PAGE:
Hedge-fund founder and regular Republican donor Paul Singer paints a grim picture of how the economy would fare if Republican presidential candidate Donald Trump moves into the White House.

"The most impactful of the economic policies I remember him coming out for are these anti-trade polices," Singer said after a panel discussion at the Aspen Ideas Festival earlier this week. "I think if he actually stuck to those policies and gets elected president, it's close to a guarantee of a global depression."

Singer is the founder of Elliott Management, an activist hedge fund with over $25 billion under management. The firm's top five holdings as of March 31 were EMC (EMC) , Hess (HES) - Get Report , Allergan (AGN) - Get Report , Alcoa (AA) - Get Report , and Citrix (CTXS) - Get Report

Trump has proposed stiff tariffs on imports from China and Mexico, the country's second- and third-largest trading partners. 

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While many on Wall Street are skeptical of such proposals, fearing they would spark a trade war with little upside for the U.S. economy, Singer's critique stands out for its sharpness. Singer added that he also firmly opposes Democrat Hillary Clinton.

Asset managers are frequently major political donors, and during the last presidential election cycle, they leaned heavily Republican, with less than a quarter of donations from the sector going to Democrats, according to an analysis by the Center for Responsive Politics, a nonpartisan organizations that monitors the influence of moneyed interests.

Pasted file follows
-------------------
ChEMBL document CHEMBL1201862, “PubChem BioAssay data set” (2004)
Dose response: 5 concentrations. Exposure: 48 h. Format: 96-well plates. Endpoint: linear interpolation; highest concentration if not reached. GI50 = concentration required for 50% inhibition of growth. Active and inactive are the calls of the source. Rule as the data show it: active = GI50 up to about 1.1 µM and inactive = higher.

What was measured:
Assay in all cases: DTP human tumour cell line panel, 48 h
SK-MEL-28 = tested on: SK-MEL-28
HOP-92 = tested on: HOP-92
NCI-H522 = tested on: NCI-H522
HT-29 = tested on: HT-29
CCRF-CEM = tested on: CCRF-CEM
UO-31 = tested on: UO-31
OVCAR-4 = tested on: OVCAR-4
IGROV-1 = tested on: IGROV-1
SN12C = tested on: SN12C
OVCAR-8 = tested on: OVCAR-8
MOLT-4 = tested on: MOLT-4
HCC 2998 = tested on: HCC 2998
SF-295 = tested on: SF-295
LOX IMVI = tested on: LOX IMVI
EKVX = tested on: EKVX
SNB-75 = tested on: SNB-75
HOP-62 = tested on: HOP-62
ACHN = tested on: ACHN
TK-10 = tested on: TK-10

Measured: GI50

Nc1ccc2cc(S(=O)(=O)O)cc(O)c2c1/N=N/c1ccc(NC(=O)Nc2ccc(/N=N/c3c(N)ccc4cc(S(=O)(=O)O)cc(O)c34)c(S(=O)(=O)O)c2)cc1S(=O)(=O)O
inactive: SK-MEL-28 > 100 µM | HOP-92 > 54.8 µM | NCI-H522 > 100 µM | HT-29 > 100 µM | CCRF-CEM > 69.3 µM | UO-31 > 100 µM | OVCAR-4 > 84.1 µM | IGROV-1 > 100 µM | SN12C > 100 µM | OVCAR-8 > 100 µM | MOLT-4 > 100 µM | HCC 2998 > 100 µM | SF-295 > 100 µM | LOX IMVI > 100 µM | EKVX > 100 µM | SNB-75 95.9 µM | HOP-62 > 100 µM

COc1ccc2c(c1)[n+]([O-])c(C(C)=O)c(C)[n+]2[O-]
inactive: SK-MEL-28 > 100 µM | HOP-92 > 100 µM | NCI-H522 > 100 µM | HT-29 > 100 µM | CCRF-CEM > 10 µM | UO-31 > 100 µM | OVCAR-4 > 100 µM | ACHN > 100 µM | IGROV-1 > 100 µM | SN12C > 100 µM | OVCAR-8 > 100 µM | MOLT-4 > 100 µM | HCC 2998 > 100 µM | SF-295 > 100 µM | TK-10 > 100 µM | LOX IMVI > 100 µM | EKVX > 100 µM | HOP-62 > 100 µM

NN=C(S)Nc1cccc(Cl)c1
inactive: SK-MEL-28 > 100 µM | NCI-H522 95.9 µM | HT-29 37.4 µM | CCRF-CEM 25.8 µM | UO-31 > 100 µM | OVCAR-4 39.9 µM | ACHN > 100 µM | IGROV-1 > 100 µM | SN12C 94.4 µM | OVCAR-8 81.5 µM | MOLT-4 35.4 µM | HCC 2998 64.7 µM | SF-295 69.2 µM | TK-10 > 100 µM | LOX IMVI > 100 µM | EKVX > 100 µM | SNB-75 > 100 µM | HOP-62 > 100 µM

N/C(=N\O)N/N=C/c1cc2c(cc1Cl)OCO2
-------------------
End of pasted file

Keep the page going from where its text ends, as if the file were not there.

Since February, Singer has donated $1.5 million to the anti-Trump super PAC Our Principles, according to Federal Election Commission data. Top donors of the group include a who's-who of hedge funders: Cliff Asness, the co-founder of AQR Capital Management; Bruce Kovner, the chairman of CAM Capital; and Michael Vlock, who runs the Pritzker family's investing office.

The Trump campaign did not respond to a request for comment, but the candidate has in the past labeled his critics as elites with special interests. 

"Many who have benefited from these imbalanced trade deals are lashing out to maintain the status quo," his campaign said in a recent statement. "Trump wants trade deals, but he wants trade deals that are fair, balanced and benefit American workers."